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Jessica Piper. // Photo by David Lipnowski [BA(Hons)/08]
Photo by David Lipnowski [BA(Hons)/08]

Jessica Piper

She traded mountains for prairies, and biology for buildings. Biologist-turned-architecture student Jessica Piper [BEnvD/18] moved from the West coast to Winnipeg for love a decade ago (they’re still together) and then fell for design. Now she’s working on an ancient problem—how to build a better dome—in one of the most advanced labs: the Centre for Architectural Structures and Technology, or C.A.S.T. This new construction method replaces steel with elastic rebar, which becomes strong with strategically placed cables yet stays light and easy to reshape.

Tell me more about your research.

The idea is that, eventually, our structure could be used as a concrete formwork and be strong enough to bear the weight of the wet concrete until it cures. Domes are the most efficient way to span a distance since they can support their own weight. But making them, traditionally, requires extensive, complicated formworks and highly skilled people to construct them. It’s very expensive. So, we’re looking at a way of developing flexible systems that take a lot of the time and expertise out of it.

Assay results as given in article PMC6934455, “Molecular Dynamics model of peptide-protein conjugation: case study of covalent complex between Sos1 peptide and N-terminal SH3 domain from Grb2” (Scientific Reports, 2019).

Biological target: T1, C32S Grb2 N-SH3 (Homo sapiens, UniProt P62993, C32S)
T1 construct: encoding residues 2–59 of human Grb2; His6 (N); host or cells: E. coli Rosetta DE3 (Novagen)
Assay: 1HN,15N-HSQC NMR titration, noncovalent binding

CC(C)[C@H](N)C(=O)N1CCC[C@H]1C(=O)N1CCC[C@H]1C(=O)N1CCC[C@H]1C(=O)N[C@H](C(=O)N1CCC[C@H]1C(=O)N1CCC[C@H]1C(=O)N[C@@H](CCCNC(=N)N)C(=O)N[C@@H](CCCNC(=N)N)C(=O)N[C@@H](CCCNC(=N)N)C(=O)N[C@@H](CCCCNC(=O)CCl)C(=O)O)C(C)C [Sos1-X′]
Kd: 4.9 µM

How would this be used?

It could be used as a roof system somewhere but I think the really exciting thing is that if we were able to generate a kit of parts, it could be assembled [as a pop-up shelter] for disaster relief situations relatively quickly.

Are you using your bio knowledge at all in architecture?

I am very interested in exploring the incorporation of a more systemic biological thinking into architecture. In biology, and in life, everything is part of a big, interwoven system. I think it would be interesting to think of architecture in that way. Rather than just take one feature, think about architecture and our cities as one component of an organism that all works together.

What were the structures you were into as a kid—sand castles?

I’ve never built sandcastles but I have always been a sand player, burying my legs in the sand. That’s not very architectural. Since I have started this degree, though, I have looked at buildings a lot. The built world is such a huge part of our lives yet we don’t look at it often. But now I do it all the time.

What animal builds the best structures?

Termites. And that may sound weird but they build their own homes and they are used as an example of how to achieve natural ventilation in architecture. They’re pretty cool.

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